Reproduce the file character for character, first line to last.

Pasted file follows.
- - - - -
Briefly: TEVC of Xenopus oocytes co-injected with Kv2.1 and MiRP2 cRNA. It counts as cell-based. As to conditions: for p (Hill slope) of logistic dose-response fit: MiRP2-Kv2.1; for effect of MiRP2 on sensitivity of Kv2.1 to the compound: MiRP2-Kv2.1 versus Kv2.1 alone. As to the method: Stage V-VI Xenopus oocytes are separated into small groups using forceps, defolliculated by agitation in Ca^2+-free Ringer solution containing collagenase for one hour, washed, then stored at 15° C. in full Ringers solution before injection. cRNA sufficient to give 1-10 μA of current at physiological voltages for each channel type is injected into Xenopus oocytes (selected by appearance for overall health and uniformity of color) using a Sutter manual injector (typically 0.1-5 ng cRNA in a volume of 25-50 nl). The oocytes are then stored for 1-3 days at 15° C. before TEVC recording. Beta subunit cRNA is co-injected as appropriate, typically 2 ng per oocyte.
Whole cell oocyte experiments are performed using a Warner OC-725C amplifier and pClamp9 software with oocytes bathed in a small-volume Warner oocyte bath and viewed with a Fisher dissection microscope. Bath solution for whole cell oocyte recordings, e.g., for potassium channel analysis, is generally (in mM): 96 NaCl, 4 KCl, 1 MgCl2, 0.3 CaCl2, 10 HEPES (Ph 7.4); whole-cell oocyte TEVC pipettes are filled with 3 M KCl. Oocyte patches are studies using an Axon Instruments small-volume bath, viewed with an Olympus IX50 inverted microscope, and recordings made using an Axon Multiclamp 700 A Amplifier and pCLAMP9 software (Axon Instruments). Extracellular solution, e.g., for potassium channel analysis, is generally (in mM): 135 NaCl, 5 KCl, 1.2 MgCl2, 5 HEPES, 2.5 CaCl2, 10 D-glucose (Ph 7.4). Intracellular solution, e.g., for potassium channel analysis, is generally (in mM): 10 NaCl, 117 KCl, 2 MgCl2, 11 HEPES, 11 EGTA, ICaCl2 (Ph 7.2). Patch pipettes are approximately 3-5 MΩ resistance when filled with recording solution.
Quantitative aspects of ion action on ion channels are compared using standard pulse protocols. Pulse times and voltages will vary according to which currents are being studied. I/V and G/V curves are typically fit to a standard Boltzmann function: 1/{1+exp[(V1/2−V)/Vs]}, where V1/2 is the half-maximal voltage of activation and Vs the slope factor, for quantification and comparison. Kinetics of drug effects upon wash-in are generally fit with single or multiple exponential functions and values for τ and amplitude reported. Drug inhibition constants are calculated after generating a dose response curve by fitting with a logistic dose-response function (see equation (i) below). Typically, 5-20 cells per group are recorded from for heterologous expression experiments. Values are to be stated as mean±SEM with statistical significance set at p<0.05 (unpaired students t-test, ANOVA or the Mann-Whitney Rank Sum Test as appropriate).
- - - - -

Briefly: TEVC of Xenopus oocytes co-injected with Kv2.1 and MiRP2 cRNA. It counts as cell-based. As to conditions: for p (Hill slope) of logistic dose-response fit: MiRP2-Kv2.1; for effect of MiRP2 on sensitivity of Kv2.1 to the compound: MiRP2-Kv2.1 versus Kv2.1 alone. As to the method: Stage V-VI Xenopus oocytes are separated into small groups using forceps, defolliculated by agitation in Ca^2+-free Ringer solution containing collagenase for one hour, washed, then stored at 15° C. in full Ringers solution before injection. cRNA sufficient to give 1-10 μA of current at physiological voltages for each channel type is injected into Xenopus oocytes (selected by appearance for overall health and uniformity of color) using a Sutter manual injector (typically 0.1-5 ng cRNA in a volume of 25-50 nl). The oocytes are then stored for 1-3 days at 15° C. before TEVC recording. Beta subunit cRNA is co-injected as appropriate, typically 2 ng per oocyte.
Whole cell oocyte experiments are performed using a Warner OC-725C amplifier and pClamp9 software with oocytes bathed in a small-volume Warner oocyte bath and viewed with a Fisher dissection microscope. Bath solution for whole cell oocyte recordings, e.g., for potassium channel analysis, is generally (in mM): 96 NaCl, 4 KCl, 1 MgCl2, 0.3 CaCl2, 10 HEPES (Ph 7.4); whole-cell oocyte TEVC pipettes are filled with 3 M KCl. Oocyte patches are studies using an Axon Instruments small-volume bath, viewed with an Olympus IX50 inverted microscope, and recordings made using an Axon Multiclamp 700 A Amplifier and pCLAMP9 software (Axon Instruments). Extracellular solution, e.g., for potassium channel analysis, is generally (in mM): 135 NaCl, 5 KCl, 1.2 MgCl2, 5 HEPES, 2.5 CaCl2, 10 D-glucose (Ph 7.4). Intracellular solution, e.g., for potassium channel analysis, is generally (in mM): 10 NaCl, 117 KCl, 2 MgCl2, 11 HEPES, 11 EGTA, ICaCl2 (Ph 7.2). Patch pipettes are approximately 3-5 MΩ resistance when filled with recording solution.
Quantitative aspects of ion action on ion channels are compared using standard pulse protocols. Pulse times and voltages will vary according to which currents are being studied. I/V and G/V curves are typically fit to a standard Boltzmann function: 1/{1+exp[(V1/2−V)/Vs]}, where V1/2 is the half-maximal voltage of activation and Vs the slope factor, for quantification and comparison. Kinetics of drug effects upon wash-in are generally fit with single or multiple exponential functions and values for τ and amplitude reported. Drug inhibition constants are calculated after generating a dose response curve by fitting with a logistic dose-response function (see equation (i) below). Typically, 5-20 cells per group are recorded from for heterologous expression experiments. Values are to be stated as mean±SEM with statistical significance set at p<0.05 (unpaired students t-test, ANOVA or the Mann-Whitney Rank Sum Test as appropriate).